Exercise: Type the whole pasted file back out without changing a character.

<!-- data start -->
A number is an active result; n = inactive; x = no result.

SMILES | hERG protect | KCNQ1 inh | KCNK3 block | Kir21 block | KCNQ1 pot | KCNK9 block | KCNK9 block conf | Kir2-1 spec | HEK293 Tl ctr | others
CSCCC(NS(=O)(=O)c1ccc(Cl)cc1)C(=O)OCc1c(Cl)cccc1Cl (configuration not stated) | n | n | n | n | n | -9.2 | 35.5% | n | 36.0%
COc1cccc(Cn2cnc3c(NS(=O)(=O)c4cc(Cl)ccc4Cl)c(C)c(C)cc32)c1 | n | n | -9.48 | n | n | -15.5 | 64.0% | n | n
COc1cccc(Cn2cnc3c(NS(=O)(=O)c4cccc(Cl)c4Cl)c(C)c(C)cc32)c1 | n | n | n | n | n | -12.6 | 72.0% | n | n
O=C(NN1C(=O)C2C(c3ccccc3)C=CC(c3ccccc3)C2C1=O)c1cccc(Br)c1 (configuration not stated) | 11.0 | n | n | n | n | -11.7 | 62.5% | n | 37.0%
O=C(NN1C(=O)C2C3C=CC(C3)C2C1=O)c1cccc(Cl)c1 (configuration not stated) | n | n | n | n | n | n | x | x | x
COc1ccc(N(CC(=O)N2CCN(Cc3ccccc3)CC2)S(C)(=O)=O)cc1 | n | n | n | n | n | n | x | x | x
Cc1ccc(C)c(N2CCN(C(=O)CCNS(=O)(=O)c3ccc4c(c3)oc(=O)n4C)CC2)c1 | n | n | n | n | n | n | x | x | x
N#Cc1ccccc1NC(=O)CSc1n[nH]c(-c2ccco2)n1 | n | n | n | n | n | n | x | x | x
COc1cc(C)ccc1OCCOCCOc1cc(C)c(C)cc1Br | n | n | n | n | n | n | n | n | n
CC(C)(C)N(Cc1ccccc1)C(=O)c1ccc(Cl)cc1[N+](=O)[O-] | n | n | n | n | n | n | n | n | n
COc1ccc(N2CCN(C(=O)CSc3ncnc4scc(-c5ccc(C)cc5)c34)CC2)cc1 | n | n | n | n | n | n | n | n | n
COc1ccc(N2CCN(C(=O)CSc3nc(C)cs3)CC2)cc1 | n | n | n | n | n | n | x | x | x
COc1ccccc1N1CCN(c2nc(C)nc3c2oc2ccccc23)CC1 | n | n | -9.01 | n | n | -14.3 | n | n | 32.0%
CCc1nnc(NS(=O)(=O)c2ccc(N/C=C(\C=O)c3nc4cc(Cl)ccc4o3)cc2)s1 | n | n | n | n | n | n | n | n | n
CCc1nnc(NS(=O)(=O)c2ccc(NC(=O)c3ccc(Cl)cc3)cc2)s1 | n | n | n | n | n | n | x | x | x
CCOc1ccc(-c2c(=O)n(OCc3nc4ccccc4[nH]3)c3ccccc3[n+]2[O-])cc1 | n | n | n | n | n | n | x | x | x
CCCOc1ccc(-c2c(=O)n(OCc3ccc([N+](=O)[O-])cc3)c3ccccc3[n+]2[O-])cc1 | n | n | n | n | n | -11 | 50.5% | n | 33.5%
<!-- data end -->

A number is an active result; n = inactive; x = no result.

SMILES | hERG protect | KCNQ1 inh | KCNK3 block | Kir21 block | KCNQ1 pot | KCNK9 block | KCNK9 block conf | Kir2-1 spec | HEK293 Tl ctr | others
CSCCC(NS(=O)(=O)c1ccc(Cl)cc1)C(=O)OCc1c(Cl)cccc1Cl (configuration not stated) | n | n | n | n | n | -9.2 | 35.5% | n | 36.0%
COc1cccc(Cn2cnc3c(NS(=O)(=O)c4cc(Cl)ccc4Cl)c(C)c(C)cc32)c1 | n | n | -9.48 | n | n | -15.5 | 64.0% | n | n
COc1cccc(Cn2cnc3c(NS(=O)(=O)c4cccc(Cl)c4Cl)c(C)c(C)cc32)c1 | n | n | n | n | n | -12.6 | 72.0% | n | n
O=C(NN1C(=O)C2C(c3ccccc3)C=CC(c3ccccc3)C2C1=O)c1cccc(Br)c1 (configuration not stated) | 11.0 | n | n | n | n | -11.7 | 62.5% | n | 37.0%
O=C(NN1C(=O)C2C3C=CC(C3)C2C1=O)c1cccc(Cl)c1 (configuration not stated) | n | n | n | n | n | n | x | x | x
COc1ccc(N(CC(=O)N2CCN(Cc3ccccc3)CC2)S(C)(=O)=O)cc1 | n | n | n | n | n | n | x | x | x
Cc1ccc(C)c(N2CCN(C(=O)CCNS(=O)(=O)c3ccc4c(c3)oc(=O)n4C)CC2)c1 | n | n | n | n | n | n | x | x | x
N#Cc1ccccc1NC(=O)CSc1n[nH]c(-c2ccco2)n1 | n | n | n | n | n | n | x | x | x
COc1cc(C)ccc1OCCOCCOc1cc(C)c(C)cc1Br | n | n | n | n | n | n | n | n | n
CC(C)(C)N(Cc1ccccc1)C(=O)c1ccc(Cl)cc1[N+](=O)[O-] | n | n | n | n | n | n | n | n | n
COc1ccc(N2CCN(C(=O)CSc3ncnc4scc(-c5ccc(C)cc5)c34)CC2)cc1 | n | n | n | n | n | n | n | n | n
COc1ccc(N2CCN(C(=O)CSc3nc(C)cs3)CC2)cc1 | n | n | n | n | n | n | x | x | x
COc1ccccc1N1CCN(c2nc(C)nc3c2oc2ccccc23)CC1 | n | n | -9.01 | n | n | -14.3 | n | n | 32.0%
CCc1nnc(NS(=O)(=O)c2ccc(N/C=C(\C=O)c3nc4cc(Cl)ccc4o3)cc2)s1 | n | n | n | n | n | n | n | n | n
CCc1nnc(NS(=O)(=O)c2ccc(NC(=O)c3ccc(Cl)cc3)cc2)s1 | n | n | n | n | n | n | x | x | x
CCOc1ccc(-c2c(=O)n(OCc3nc4ccccc4[nH]3)c3ccccc3[n+]2[O-])cc1 | n | n | n | n | n | n | x | x | x
CCCOc1ccc(-c2c(=O)n(OCc3ccc([N+](=O)[O-])cc3)c3ccccc3[n+]2[O-])cc1 | n | n | n | n | n | -11 | 50.5% | n | 33.5%